Polls: Wisconsin Polarized But Leaning Toward Unions

WASHINGTON -- A automated telephone poll conducted this week in Wisconsin by the Democratic-affiliated firm Public Policy Polling (PPP) largely confirms other recent polls showing public support for collective bargaining rights for unions and, by a narrow margin, more opposition than support for the agenda of Gov. Scott Walker (R). Some caution is in order, however, about several vote preference questions included in the same survey.

Despite the ongoing coverage and national interest in the controversy, all of the opinion surveys taken within Wisconsin so far have had sponsors with partisan ties, and each has taken a different approach to the questions asked. Where their questions have been similar, however, we can begin to compare the results.

Near the beginning of their survey, for example, PPP asked whether "public employees in Wisconsin should or should not have a right to collective bargaining for wages, benefits, and working environment rules?" The result: 57 percent say Wisconsin's workers should have collective bargaining rights, 37 percent say the should not and 7 percent are unsure.

Compare that result to the question asked on another automated survey conducted last week in Wisconsin by the Franklin Center, a conservative organization that, according to Talking Points Memo, was founded by a former Republican operative: "Should Wisconsin's state employees and public employee unions have collective bargaining powers?" Despite different wording and placement later in the questionnaire, the survey produced a very similar result: 56 percent said Wisconsin public workers should have collective bargaining, 32 percent said they should not and 12 percent were uncertain.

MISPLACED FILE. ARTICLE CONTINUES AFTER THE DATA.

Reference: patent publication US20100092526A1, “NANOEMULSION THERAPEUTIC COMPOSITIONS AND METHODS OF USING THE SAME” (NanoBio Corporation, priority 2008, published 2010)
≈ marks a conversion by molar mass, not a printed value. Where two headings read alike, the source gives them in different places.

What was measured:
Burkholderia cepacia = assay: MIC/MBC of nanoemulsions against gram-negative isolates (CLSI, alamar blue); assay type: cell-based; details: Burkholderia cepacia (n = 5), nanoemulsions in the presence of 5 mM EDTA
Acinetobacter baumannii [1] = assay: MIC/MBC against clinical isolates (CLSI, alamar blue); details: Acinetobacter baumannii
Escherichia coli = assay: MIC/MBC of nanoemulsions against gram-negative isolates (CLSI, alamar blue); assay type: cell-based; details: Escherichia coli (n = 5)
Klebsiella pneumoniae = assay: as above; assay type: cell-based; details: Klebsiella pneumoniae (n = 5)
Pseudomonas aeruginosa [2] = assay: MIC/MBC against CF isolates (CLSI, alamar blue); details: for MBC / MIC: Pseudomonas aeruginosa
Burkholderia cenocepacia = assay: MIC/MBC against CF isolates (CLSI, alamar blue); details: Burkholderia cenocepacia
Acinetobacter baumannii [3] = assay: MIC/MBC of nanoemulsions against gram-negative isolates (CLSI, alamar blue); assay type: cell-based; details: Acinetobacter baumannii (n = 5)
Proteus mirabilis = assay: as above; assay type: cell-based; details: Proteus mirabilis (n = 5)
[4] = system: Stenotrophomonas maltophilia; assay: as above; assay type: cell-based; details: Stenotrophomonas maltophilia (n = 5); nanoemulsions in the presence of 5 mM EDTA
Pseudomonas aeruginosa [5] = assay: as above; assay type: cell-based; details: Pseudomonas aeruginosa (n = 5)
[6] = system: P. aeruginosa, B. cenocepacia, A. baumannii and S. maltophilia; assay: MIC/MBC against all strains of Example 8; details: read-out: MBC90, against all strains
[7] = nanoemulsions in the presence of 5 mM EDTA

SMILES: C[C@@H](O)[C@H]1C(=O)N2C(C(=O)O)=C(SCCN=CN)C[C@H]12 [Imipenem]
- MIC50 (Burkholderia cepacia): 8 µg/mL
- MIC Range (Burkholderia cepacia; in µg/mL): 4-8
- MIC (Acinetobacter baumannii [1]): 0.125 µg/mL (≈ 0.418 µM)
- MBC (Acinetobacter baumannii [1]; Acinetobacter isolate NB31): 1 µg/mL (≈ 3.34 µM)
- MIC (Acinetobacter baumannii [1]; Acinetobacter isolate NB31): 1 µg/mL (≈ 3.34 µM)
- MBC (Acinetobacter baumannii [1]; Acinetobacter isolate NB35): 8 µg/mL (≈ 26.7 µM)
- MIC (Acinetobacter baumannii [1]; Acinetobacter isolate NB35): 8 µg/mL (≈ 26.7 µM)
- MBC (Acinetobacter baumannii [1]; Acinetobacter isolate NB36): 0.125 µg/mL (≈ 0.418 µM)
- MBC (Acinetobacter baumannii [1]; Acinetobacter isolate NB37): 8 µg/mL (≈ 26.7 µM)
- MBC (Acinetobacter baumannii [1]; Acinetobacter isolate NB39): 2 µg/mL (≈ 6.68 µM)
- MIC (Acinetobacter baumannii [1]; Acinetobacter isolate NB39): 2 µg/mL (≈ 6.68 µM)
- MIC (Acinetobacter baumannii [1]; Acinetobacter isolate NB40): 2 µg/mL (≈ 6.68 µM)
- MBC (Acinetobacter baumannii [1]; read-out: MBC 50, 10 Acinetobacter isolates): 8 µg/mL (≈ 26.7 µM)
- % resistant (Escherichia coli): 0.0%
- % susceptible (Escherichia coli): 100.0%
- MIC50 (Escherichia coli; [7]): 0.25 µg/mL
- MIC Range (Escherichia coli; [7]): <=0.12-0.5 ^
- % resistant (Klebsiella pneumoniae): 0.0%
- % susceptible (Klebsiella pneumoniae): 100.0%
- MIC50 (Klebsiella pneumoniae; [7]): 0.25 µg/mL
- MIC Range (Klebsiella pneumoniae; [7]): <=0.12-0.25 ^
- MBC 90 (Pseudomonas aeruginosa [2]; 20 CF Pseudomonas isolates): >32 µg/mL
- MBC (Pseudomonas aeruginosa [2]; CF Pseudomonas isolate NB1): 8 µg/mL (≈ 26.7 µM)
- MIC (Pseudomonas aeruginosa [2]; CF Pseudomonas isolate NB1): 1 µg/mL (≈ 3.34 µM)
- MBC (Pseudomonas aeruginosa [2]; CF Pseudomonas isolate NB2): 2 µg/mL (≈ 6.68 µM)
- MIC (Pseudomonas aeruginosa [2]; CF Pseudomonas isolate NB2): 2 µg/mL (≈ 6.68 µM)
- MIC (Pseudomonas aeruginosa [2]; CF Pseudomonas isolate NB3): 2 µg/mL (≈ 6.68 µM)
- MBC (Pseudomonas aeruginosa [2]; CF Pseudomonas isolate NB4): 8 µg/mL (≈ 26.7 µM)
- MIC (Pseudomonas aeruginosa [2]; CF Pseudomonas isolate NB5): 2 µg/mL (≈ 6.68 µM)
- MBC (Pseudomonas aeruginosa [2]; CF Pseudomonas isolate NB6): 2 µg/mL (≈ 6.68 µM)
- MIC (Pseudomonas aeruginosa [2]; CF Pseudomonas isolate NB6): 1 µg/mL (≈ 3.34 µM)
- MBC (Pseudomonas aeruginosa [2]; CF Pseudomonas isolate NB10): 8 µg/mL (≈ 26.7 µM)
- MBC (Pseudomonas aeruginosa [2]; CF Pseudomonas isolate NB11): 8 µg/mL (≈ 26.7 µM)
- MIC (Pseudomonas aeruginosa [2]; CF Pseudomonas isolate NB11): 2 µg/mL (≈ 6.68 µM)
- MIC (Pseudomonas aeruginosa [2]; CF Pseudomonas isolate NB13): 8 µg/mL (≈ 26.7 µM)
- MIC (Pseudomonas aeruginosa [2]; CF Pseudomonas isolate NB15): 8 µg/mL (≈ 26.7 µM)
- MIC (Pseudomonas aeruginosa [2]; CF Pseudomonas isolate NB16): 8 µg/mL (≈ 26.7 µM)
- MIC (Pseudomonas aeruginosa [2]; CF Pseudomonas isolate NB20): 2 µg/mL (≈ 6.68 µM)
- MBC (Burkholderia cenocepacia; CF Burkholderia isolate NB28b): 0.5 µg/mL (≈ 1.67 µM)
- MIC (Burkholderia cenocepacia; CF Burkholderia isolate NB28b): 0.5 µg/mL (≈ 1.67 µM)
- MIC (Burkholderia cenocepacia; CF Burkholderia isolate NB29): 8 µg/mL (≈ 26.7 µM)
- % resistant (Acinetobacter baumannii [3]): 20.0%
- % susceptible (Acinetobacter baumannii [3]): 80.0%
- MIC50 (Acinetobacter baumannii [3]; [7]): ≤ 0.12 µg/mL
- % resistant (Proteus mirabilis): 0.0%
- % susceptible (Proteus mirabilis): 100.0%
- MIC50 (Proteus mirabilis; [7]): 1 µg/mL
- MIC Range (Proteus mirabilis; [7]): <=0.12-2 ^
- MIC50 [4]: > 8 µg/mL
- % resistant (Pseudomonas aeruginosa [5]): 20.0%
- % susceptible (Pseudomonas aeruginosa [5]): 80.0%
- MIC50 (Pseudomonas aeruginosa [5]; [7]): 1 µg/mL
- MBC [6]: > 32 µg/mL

Finally, consider the poll sponsored by the AFL-CIO and conducted by the Democratic polling firm Greenberg, Quinlan, Rosner Research. They tested a series of proposals introduced as "supported by Governor Scott Walker and Republican leaders in the state legislature" including a plan to "eliminate collective bargaining for public employees." Again, they obtained a similar result: 52 percent oppose eliminating collective bargaining, 31 percent support it and 11 percent are uncertain.